The Wittenberg Nightingale

A month or so ago Paul and I borrowed a DVD of the opera Die Meistersinger von Nurnberg, by Wagner. In it there was a wonderful character, a cobbler named Hans Sachs. He was the baritone hero who got the singers guild to lighten up a bit and give some new blood with a different style a chance to join their number. Well, little did I know, Hans Sachs is a real historical figure! Imagine my surprise when I found him mentioned in Bainton's biography of Luther as "the shoemaker poet of Nurnberg". It would seem Luther, and the Gospel he brought to the common folk of Germany, meant the world to Hans Sachs. He dubbed Luther, "The Wittenberg Nightingale".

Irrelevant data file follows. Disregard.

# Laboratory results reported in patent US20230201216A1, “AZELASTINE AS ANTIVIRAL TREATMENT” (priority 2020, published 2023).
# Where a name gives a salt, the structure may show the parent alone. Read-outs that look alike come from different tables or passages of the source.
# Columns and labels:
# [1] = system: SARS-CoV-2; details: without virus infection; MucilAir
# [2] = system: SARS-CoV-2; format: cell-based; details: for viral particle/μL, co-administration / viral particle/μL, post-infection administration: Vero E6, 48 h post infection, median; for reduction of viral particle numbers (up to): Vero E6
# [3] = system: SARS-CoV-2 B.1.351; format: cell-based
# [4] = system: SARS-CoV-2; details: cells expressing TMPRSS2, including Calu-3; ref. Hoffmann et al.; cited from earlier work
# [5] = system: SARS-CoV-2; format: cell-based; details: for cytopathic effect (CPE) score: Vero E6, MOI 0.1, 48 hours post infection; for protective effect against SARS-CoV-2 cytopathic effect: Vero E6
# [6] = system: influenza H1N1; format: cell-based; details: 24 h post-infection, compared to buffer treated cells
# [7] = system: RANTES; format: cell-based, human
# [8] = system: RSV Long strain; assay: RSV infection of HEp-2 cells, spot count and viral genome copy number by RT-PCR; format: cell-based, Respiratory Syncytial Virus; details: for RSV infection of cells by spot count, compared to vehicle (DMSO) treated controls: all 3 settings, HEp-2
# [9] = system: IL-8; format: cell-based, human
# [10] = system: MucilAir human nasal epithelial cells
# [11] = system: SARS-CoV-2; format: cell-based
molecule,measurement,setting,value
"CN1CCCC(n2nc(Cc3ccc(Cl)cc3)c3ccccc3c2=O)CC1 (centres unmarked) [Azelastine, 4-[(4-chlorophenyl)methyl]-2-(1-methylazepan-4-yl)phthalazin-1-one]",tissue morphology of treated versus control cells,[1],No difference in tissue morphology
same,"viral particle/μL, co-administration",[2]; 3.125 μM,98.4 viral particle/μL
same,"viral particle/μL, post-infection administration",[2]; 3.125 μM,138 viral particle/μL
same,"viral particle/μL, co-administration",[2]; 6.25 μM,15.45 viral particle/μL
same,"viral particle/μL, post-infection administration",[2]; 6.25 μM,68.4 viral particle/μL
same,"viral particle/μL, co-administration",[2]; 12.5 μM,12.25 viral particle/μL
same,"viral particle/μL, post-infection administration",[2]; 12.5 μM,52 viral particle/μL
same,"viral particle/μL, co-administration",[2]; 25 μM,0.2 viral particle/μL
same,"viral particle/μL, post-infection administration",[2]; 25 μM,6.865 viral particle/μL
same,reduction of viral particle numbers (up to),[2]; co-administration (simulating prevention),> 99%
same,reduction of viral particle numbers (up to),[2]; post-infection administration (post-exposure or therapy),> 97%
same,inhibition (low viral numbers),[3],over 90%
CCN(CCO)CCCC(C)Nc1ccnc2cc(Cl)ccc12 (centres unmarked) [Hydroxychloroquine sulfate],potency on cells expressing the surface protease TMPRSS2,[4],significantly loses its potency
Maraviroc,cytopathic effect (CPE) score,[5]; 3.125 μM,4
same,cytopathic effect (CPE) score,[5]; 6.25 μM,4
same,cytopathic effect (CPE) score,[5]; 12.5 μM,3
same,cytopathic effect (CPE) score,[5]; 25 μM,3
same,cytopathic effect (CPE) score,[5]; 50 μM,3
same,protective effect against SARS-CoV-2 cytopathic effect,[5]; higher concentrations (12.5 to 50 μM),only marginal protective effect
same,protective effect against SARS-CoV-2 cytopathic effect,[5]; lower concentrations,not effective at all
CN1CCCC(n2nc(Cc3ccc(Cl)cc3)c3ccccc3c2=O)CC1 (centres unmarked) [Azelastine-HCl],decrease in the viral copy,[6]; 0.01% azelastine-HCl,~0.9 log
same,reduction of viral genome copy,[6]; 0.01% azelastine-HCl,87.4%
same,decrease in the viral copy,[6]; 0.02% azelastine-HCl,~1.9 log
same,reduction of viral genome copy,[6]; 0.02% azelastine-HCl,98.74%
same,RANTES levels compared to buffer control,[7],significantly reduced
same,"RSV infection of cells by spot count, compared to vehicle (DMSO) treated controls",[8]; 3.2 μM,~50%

The Wittenberg Nightingale

Luther teaches that we all
Are involved in Adam's fall.
If man beholds himself within,
He feels the bite and curse of sin.
When dread, despair, and terror seize,
Contrite he falls upon his knees.
Then breaks for him the light of day
Then the gospel may have sway.
Then sees he Christ of God the Son,
Who for us all things has done.
The law fulfilled, the debt is paid,
Death overcome, the curse allayed,
Hell destroyed, the devil bound,
Grace for us with God has found.
Christ, the Lamb, removes all sin,
By faith alone in Christ we win.
What a beautiful message! What a clear understanding of it Luther brought to the common people!


WhiteStone said…
Thanks, Laurie, that was an interesting read! Thanks for sharing Sachs' poem! I might never have read it otherwise.
Anonymous said…
Knowing your appreciation for Martin Luther, I thought you might enjoy this cute little post over at JollyBlogger.

Everything you need to know about Martin Luther

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